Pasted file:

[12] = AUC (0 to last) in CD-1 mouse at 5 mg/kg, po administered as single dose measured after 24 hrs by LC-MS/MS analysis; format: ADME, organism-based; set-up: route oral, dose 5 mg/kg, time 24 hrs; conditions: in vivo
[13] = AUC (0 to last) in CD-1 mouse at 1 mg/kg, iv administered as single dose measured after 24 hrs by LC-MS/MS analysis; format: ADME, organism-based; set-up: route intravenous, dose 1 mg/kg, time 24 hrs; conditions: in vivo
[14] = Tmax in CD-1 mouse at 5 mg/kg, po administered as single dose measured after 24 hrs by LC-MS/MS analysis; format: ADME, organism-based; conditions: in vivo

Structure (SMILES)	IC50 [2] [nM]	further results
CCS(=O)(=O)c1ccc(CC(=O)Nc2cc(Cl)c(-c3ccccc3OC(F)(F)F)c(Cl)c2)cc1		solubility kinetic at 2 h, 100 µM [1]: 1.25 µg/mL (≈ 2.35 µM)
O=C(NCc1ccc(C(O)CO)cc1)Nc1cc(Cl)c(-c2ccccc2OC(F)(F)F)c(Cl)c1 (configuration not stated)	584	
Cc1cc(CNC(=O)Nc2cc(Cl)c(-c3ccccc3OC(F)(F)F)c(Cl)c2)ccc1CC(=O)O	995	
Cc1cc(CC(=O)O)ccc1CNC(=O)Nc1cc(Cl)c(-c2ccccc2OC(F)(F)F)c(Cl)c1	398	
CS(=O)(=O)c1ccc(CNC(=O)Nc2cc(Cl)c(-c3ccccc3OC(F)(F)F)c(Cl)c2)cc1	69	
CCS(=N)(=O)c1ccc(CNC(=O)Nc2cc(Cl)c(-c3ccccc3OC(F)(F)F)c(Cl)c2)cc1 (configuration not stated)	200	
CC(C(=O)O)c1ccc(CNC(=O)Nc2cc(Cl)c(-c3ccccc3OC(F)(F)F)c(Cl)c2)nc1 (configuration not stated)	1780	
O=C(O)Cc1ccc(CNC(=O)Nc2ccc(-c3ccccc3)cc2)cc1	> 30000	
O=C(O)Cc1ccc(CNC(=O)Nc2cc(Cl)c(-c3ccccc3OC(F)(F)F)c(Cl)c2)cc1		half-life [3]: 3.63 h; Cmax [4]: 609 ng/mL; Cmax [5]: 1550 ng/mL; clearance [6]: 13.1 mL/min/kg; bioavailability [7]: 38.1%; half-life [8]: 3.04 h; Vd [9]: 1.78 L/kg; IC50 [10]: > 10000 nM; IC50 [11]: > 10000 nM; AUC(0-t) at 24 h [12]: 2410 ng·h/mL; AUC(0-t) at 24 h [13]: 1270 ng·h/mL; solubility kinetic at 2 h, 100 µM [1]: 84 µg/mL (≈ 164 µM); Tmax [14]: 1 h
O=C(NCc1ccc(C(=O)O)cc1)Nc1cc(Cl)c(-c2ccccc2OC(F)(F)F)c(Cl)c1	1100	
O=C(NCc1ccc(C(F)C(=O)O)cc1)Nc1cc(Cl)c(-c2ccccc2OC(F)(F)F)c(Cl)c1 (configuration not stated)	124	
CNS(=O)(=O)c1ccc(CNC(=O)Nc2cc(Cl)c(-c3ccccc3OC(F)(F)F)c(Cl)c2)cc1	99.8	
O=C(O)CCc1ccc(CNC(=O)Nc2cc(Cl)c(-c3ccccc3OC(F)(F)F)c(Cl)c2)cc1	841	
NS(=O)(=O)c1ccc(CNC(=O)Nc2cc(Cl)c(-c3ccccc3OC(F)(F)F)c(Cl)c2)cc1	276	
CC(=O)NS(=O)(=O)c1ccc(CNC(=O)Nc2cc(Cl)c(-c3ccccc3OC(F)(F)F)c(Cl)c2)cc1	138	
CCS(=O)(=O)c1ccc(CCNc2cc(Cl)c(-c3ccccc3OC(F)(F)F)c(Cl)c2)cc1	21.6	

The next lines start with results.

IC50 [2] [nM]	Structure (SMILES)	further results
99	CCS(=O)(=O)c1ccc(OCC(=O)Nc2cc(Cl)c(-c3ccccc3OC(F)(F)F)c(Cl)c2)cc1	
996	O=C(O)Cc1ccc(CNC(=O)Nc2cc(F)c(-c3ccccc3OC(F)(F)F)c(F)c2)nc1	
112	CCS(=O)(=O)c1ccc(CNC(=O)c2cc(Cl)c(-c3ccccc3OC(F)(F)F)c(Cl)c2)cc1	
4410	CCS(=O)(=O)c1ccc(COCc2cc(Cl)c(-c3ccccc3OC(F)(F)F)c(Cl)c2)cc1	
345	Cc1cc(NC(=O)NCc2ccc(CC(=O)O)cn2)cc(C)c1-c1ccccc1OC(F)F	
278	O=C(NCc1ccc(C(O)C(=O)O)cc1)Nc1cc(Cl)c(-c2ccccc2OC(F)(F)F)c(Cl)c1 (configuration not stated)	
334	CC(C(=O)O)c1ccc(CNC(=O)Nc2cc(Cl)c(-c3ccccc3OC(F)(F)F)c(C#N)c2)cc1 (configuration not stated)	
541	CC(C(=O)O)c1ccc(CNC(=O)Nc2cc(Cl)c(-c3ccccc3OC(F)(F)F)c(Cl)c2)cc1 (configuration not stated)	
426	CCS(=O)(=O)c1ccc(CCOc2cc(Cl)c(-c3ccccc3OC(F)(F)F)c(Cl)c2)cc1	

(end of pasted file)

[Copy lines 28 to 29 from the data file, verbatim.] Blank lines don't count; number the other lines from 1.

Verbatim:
278	O=C(NCc1ccc(C(O)C(=O)O)cc1)Nc1cc(Cl)c(-c2ccccc2OC(F)(F)F)c(Cl)c1 (configuration not stated)	
334	CC(C(=O)O)c1ccc(CNC(=O)Nc2cc(Cl)c(-c3ccccc3OC(F)(F)F)c(C#N)c2)cc1 (configuration not stated)	